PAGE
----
We went to Long Lake Conservation Center in Palisade, MN. We went to learn about Science, skills to help us survive in the wild, and for Environmental Education Days. Some of the things we did the first day were, learn how to canoe, look at snakes and learn about them, and go on a bog walk. I learned about saving electricity by using a canoe instead of a boat, also that you can mainly find out if a snake is venomous by its nose,  you can get clean water from Sphagnum Moss, and Pitcher Plants eat little bugs by luring them in with a nectar like substance. One of the stations that we did on the second day is the Ecology Exploration Study. We were trying to see if a young thicket was better protection for a deer from wolves or an old mature forest, so we pretended to be deer and have some “wolves” look for us. I didn't get caught all three times we played, but hiding in the young dense forest was a lot easier than hiding in the mature forest.   

My favorite station was when the boys and girls had a contest to see who could make the best shelter from a snowstorm. We made a Teepee shaped shelter using big branches and logs, and leaves and ferns for filling in holes and gaps, which also made it waterproof. It made us use good communication and teamwork skills too. It was difficult because the logs were really heavy, and the ferns when you pulled them out they cut up your hands. The really tricky part was we had to fit all of the boys in the shelter, but we made it eventually even though it was very crowded. It was my favorite part because I love building things, and having contests. Even though the teachers decided that the girls shelter was better, they thought we were better at tearing it down so that the other groups wouldn't be able to use the same exact sticks as us.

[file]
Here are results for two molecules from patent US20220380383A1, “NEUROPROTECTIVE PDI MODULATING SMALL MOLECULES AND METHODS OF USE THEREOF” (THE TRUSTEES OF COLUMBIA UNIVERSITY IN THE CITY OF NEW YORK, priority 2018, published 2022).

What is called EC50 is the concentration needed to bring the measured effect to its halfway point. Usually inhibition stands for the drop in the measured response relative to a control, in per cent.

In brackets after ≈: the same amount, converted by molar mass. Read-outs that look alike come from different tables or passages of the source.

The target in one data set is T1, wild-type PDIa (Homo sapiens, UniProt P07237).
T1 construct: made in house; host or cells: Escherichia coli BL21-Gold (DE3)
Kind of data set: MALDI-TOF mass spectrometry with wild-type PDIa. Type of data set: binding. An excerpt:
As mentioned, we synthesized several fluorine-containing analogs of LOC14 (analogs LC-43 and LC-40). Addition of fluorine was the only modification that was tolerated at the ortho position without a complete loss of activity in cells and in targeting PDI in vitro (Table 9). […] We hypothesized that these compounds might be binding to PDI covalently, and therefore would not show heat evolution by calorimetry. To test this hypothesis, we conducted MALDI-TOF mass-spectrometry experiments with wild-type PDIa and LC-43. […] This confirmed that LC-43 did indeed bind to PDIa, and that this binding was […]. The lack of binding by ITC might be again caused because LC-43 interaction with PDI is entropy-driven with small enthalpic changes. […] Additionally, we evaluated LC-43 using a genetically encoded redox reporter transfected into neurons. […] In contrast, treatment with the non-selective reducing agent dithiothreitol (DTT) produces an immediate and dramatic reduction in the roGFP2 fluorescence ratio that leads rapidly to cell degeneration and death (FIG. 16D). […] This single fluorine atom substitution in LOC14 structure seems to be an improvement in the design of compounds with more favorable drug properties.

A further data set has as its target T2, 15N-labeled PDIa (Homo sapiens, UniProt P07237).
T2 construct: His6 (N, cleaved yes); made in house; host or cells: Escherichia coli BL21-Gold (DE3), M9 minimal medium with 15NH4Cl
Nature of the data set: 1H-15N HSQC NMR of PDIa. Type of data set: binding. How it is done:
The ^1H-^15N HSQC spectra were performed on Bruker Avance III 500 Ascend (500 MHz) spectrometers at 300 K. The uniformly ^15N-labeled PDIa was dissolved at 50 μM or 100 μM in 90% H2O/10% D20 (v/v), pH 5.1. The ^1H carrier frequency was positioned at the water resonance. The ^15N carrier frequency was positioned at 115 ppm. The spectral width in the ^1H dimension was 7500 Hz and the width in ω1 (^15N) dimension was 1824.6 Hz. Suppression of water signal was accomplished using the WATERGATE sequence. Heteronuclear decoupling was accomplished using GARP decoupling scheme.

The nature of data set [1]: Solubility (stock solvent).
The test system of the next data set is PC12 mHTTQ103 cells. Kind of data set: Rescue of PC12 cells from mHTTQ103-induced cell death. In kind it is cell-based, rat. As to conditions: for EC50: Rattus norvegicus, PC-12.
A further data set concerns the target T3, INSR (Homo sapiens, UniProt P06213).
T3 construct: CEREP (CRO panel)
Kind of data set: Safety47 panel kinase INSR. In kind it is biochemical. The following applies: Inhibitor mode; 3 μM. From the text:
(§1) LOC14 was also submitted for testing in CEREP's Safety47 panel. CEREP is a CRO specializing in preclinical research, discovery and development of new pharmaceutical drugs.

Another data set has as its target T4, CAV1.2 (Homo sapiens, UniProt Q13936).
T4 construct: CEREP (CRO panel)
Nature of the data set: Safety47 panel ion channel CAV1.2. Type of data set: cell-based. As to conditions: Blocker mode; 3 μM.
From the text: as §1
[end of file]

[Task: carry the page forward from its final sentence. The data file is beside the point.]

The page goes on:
I thought it was a very fun experience, and I think a lot of 6th graders from Aitkin, Hillcity, and my classmates at McGregor, would say the same. That’s what we did at Long Lake Conservation Camp as an educational field trip. 

My Long Lake Conservation Center Experience

Addison Sather

     6th grade McGregor students went to Long Lake Conservation Center October 15th and 16th. We went to learn about environmental conservation (and had a lot of fun along the way!). When we got there, we split up into groups and went to our stations. One of our stations was a bog trek. We all headed to a bog and learned about how bogs are formed, the kinds of plants and animals that live in a bog, and fun facts about the plants that live there. One of the facts we learned was that you can use sphagnum moss to filter water to drink. Another station we went to was Snakes Alive. We learned about three different types of snakes native to Minnesota; the garter snake, the hog nosed snake, and my favorite, the black rat snake. We learned about how to tell the difference between venomous and nonvenomous snakes in Minnesota, what to do if you encounter a snake, and some fun facts. A fun fact we learned was only about half of the snakes in Minnesota are venomous, and even less are harmful to humans! We all had a lot of fun at these stations.